In the Media

Is Title IX Creating a College Quasi Court? (Inside Higher Ed)

Title IX practice becoming more legalistic
Administrators and legal experts say yes—and that recent regulatory changes have deterred victims from reporting.


The Biden administration is preparing to release its own revised Title IX guidance, a decision that was expected to come in April this year and has now been delayed.

When asked about the delay, a department spokesperson said the administration is “taking the time necessary to prepare a set of proposed Title IX regulations that ensure schools are providing students with educational environments free from discrimination. In line with this goal, the department anticipates releasing the proposed regulations in the coming weeks.”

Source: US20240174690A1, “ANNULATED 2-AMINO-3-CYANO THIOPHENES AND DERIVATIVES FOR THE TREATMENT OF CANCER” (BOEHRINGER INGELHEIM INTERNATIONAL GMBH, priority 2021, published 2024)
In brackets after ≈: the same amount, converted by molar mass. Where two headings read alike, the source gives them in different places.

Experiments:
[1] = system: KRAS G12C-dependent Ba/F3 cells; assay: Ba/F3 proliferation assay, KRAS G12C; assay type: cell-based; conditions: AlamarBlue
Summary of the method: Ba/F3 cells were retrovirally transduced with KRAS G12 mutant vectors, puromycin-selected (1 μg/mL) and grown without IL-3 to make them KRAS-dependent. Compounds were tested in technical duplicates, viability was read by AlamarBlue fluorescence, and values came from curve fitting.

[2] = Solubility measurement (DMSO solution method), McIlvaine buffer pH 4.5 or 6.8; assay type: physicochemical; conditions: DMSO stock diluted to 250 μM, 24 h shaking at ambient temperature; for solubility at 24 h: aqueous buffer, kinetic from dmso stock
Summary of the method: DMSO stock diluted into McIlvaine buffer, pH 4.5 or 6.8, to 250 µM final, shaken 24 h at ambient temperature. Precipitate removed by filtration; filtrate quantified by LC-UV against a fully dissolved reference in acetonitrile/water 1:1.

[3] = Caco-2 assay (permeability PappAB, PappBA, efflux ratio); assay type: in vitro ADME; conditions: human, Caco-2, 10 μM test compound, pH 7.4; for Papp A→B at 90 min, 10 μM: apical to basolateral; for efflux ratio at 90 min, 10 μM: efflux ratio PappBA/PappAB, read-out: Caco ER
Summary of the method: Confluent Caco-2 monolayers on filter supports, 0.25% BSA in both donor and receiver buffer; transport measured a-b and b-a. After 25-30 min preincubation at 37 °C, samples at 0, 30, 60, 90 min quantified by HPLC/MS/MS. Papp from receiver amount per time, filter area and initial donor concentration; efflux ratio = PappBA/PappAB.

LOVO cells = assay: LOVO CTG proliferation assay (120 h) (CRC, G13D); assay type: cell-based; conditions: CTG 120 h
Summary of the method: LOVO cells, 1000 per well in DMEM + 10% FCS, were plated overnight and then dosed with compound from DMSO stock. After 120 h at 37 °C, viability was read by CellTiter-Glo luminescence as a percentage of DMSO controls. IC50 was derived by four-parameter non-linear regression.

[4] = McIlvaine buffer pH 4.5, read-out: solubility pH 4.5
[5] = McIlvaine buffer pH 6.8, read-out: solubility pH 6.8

Title IX administrators are hoping the new guidelines will address issues that have led to Title IX looking more like a legal process then a disciplinary one. They want more flexibility and less prescriptive regulations, clear policies, and a policy that will, as Carter put it, “stand the test of time.”

“Just give the institution the goal and give them a lot more flexibility about how they get there,” said Carter.

Carter said that the constant changes to Title IX between presidential administrations “will continue to disrupt the schools’ ability to provide safe learning environments if they are continually having to bounce back and forth between doing things one way and doing things another.”

After the Biden administration releases its proposed guidelines, they must undergo a process of public review before they go into effect.

Kelsey Murrell, a lawyer, said she hopes the new regulations move away from this current legal approach.

“I want to see a better understanding that we are not in a court of law,” said Murrell. “That’s the whole point of going to Title IX instead of going to the police or suing in civil court. I think people often conflate the two. The goal here is not punishment or compensation even, it’s about safety.”

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